by Richie Venton, SSP national trade union organiser
Main photo: Max McKay – Richie Venton, USDAW NEC member addresses 200-strong trade union solidarity rally at Strathclyde University.
“No capitulation!” “Reject the deal and sustain the strike!”
That was the angry message from the ranks of striking university staff to their own UCU union leadership after a “deal” was declared in the first real day of talks with university bosses, sponsored by ACAS, on the night of Monday 12th.
Strikers – comprising lecturers, research staff, librarians, IT and other student support staff – were a mixture of flabbergasted, bitterly disappointed and absolutely furious on hearing (on Monday night) that the UCU negotiators wished to accept an offer that still meant savage cuts to pensions,
Union activist, shop steward and workplace convenor Richie Venton has won a resounding victory in a hard fought contest for two Scottish seats on the UK executive of the retail and distribution union USDAW.
Richie fought the contest on a platform of progressive left demands including an immediate wage of £10 an hour and guarantees of 16 hours work to replace zero hours contracts and greater autonomy on Scottish affairs.
His second place with 17.2% in an eight way contest for two places clearly indicates the growing support for change.
Commenting on the result Richie, who is also the SSP’s workplace organiser, said:
“I argued for hard hitting socialist measures to radically redistribute wealth away from the multinationals and multimillionaires to the working class millions who produce society’s wealth.”
“The foundation of my positive result is many years of organising and representing grass roots members at work which has taken the union’s membership in my workplace from 15 to 70% alongside growing support for a fighting stance on issues such as jobs and pay.”
“USDAW is the fourth biggest union in the UK and the retail and distribution sector organised by it includes shops,
Richie Venton remembers lifelong peace activist, teacher and much-loved socialist Ron Mackay
It is with profound sadness and sense of loss we have to announce the death of SSP member and good friend to many of us, Ron Mackay.
Ron, aged 93, was a lifelong socialist and peace activist, and above all an inspiration to several generations who wanted to cleanse the world of war and hunger, and of their roots in the capitalism he detested with every fibre of his body.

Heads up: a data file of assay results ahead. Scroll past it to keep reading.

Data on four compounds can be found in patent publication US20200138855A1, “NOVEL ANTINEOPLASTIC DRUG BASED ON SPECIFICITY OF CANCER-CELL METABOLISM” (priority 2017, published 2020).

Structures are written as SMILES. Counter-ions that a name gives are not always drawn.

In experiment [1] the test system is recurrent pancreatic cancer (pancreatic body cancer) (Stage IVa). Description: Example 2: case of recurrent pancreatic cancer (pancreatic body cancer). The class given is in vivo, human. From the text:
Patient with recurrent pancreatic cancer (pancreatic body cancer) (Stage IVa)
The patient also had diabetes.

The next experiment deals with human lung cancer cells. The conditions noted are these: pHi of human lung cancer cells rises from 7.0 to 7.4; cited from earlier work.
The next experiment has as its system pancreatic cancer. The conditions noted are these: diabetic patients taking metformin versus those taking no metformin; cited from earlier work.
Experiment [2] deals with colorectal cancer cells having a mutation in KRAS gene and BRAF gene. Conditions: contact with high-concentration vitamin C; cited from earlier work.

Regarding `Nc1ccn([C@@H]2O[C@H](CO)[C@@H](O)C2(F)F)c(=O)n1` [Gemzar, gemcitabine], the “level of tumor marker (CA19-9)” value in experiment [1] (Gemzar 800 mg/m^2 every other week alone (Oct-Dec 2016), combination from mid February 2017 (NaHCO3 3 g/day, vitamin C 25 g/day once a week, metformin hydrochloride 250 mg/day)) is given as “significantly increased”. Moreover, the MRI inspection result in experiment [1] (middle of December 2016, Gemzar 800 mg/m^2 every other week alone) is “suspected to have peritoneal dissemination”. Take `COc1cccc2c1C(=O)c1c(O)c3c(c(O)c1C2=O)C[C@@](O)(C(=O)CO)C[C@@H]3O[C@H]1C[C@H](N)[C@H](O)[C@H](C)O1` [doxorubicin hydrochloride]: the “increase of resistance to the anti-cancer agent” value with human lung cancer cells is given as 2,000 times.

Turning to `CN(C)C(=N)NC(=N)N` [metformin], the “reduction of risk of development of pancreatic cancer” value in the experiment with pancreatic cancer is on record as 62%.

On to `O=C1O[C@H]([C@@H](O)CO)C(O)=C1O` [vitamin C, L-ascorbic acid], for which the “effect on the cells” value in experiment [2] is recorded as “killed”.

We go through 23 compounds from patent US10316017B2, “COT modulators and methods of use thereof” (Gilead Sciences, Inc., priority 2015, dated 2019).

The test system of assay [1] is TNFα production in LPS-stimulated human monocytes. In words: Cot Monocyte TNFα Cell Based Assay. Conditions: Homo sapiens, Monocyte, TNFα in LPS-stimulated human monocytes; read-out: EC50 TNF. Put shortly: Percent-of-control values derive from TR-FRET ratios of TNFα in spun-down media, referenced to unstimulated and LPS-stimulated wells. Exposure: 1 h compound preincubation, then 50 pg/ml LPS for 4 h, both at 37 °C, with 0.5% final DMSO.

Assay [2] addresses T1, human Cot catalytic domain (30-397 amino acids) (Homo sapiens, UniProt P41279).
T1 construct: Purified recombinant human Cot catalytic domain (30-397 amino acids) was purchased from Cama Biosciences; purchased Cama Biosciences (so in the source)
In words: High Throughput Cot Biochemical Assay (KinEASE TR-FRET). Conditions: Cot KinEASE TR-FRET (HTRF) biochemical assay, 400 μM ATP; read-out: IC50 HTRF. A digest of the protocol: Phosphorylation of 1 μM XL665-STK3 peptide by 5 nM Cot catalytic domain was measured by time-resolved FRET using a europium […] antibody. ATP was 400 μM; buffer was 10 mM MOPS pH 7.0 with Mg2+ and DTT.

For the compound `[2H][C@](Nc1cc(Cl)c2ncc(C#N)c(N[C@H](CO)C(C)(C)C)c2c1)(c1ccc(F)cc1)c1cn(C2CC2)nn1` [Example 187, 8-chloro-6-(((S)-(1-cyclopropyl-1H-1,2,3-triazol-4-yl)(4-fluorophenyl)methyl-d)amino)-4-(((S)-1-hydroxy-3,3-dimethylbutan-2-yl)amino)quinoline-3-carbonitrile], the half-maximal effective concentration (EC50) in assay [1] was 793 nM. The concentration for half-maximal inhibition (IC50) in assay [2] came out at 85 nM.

Ron was a dedicated activist for his beliefs. He faced arrest several times during anti-nuclear weapons protests spanning over 50 years. And to illustrate that his activism never waned,
The timing could not have been more obscenely appropriate, as a symbol of the cold class warfare facing working class people under Tory rule, and indeed under the rule of capital over labour in general.
Hot on the heels of the destructive closure of SSI steel plant in Redcar, shedding 2,200 jobs, came the devastation of Tata Steel’s closure announcement, slashing 1,200 jobs in Scunthorpe, Motherwell and Cambuslang. These closures threaten the permanent end of the steel industry in Scotland.
Even before the election of the Tories – by a mere 24% of registered UK voters – Britain boasted the reprehensible record of having some of the most repressive anti-worker, anti-union laws in the western world. Now David Cameron and his Business Secretary, Sajid Javid, have declared a war on workers’ rights that exceeds even the worst assaults the hated Maggie Thatcher dared impose.
Their Trade Union Bill – and three accompanying so-called ‘consultations’ designed to add an additional dose of repression to existing laws without having to pass primary legislation – are potentially the biggest threat to rights at work in at least 50 years, and possibly since the infamous Taff Vale Act of 1901.
A special archive podcast for friends and comrades today. Richie Venton, in addition to being the Scottish Socialist Party’s national workplace organiser, was formerly a prominent activist in the titanic struggles that took part in the city of Liverpool against the Thatcher Government in the early 80s.
Ahead of tomorrow’s vast STUC and UK-wide protests, these are valuable firsthand accounts of a struggle that can inform today’s battle against a brutal Tory majority government at the height of their power – and winning significant victories and concessions, many of which survive to this day.
The thousands who join the Scotland United Against Austerity rally this Saturday, 20 June, in Glasgow’s George Square will be united in sending a simple, stark message to the Tories: you have no mandate to rule and ruin Scotland, and we’re not going to lie down and accept your butchery!
Only 10 per cent of Scotland’s voters backed the Tories. Yet Cameron, Osborne and their Old-Etonian bootboys plan an assault on our lives that surpasses even the Dark Ages of Maggie Thatcher.